By Chuck Collins & Morris Pearl
Originally published in THE HILL on May 5th, 2020.
We’re living through a time of unprecedented challenges — a major public health crisis, a deepening recession, and widespread trauma and hardship. To get through it and recover, we’ll need unprecedented resources.
Already, Congress has authorized trillions in bailouts and stimulus funds. But as the record lines at local food banks attest, millions of Americans are still relying on the support of hardworking local nonprofits. Those nonprofits are going to need major infusions of support from charitable foundations. Fortunately, Congress can help them come up with $200 billion — without costing taxpayers another dime.
We’ve heard many heartening stories of charitable foundations and donors stepping up to fund emergency responses to the COVID-19 pandemic. But this moment also has unmasked a basic design flaw in the U.S. charity system: Donors contribute to charitable intermediaries, but then the funds remain sidelined.
Right now, there’s an estimated $1.2 trillion in wealth warehoused in private foundations and special funds called donor-advised funds. While the donors to these funds already have taken substantial tax breaks — sometimes decades ago — there are few incentives to move the money to the urgent charity work required.
In fact, America’s 728,000 donor-advised funds, or DAFs — which hold an estimated $120 billion — aren’t legally required to pay out their funds at all. While some DAFs, especially those administered by community foundations, pay out in a timely way, other accounts can languish for years. Complicating matters, the largest DAFs are administered by Wall Street giants, firms that have a financial incentive to hold onto that money and charge annual management fees for it.
Restrictions are only a little tighter for America’s 86,000 private foundations, which hold over $1 trillion in assets. They’re mandated by tax law to pay out 5 percent of their assets a year. But this payout calculation includes foundation overhead expenses, donations to donor-advised funds — which, again, have no payout requirement — and even investments in profit-making companies that the donor claims make a positive impact on society.
Some foundations pay out substantially more than 10 percent, but many more treat the 5 percent minimum payout as a ceiling, not a floor. And some fall below the floor, with overhead absorbing a good percentage of their distributions.
Remember: These funds are basically subsidized by ordinary taxpayers. For the wealthiest donors, every dollar parked in their foundation or DAF reduces their tax obligations by as much as 74 cents, leaving people of more modest means to cover public programs.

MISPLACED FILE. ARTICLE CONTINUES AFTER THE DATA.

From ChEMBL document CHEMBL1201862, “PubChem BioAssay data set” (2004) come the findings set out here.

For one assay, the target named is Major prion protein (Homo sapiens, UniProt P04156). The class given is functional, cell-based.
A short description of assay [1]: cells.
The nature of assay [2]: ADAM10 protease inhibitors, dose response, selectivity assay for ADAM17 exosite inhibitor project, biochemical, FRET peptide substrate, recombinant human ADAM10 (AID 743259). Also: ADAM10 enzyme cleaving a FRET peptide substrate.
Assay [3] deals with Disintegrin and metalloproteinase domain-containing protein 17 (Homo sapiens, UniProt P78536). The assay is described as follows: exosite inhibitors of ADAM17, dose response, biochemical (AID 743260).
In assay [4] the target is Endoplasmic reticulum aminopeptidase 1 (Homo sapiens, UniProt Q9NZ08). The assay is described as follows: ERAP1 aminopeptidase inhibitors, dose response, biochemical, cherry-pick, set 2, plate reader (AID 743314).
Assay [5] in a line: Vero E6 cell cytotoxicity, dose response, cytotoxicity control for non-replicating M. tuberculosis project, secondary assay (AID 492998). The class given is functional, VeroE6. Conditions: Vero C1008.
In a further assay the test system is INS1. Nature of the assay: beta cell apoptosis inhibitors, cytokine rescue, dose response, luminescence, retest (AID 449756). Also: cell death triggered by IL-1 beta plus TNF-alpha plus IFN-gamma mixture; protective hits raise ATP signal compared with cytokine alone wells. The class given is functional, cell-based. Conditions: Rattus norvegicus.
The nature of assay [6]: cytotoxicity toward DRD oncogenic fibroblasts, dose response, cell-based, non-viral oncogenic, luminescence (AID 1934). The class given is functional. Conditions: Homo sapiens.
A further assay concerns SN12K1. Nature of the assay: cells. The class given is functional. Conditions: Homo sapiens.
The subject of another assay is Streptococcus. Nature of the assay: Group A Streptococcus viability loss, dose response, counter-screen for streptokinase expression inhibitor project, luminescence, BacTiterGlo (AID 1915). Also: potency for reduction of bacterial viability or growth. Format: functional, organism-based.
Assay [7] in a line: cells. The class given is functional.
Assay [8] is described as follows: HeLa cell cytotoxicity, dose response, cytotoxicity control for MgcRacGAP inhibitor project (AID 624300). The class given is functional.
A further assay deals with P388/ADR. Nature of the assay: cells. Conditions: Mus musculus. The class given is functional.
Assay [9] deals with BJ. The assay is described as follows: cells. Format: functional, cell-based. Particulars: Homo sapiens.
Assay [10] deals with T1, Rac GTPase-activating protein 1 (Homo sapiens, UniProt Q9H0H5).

Those wealthy donors have already claimed their tax breaks. Now, in a crisis, ordinary taxpayers need to see the benefit.
Over 700 foundations have signed a pledge to “act with fierce urgency” to support nonprofit partners and communities hit hardest by COVID-19. And the community foundation sector has set up emergency response systems in all 50 states to channel donations to COVID-19 response efforts.
These are inspiring voluntary efforts, but it’s not always clear how many funds frontline nonprofit organizations will actually get as a result. In this unprecedented emergency, it’s time to mandate an increased flow of funds.
As part of the CARES Act stimulus, Congress increased incentives for charitable giving. In the same spirit, we urge Congress, as part of its next relief bill, to support an “emergency charity stimulus” to inject more than $200 billion into the economy, protect jobs in the nonprofit sector, and help fight the coronavirus disaster.
Congress should enact a three-year emergency mandate requiring private foundations to double their annual payout, from 5 percent to 10 percent. For each 1 percent increase in payout, an estimated $11 billion to $12.6 billion will flow to charities annually.
To avoid abuses, we would exclude three things from what’s counted as payout: donations to DAFs, investments in for-profit companies, and more than a modest percentage of overhead expenses. We propose the payout requirement apply to DAF accounts as well, which have no mandatory payout.
We laud the foundations and donor-advised funds that are paying out substantially more than 10 percent. We urge them to join this emergency effort to ensure that all charity funds get off the sidelines. America’s taxpayers have effectively paid for these donations through deductions taken by donors. Now we need these funds to be deployed to working charities.
Morris Pearl is a former managing director of BlackRock, one of the largest investment firms in the world. He is the chair of the Patriotic Millionaires.
Chuck Collins is a researcher at the Institute for Policy Studies, where he co-edits Inequality.org.
View the full piece in THE HILL.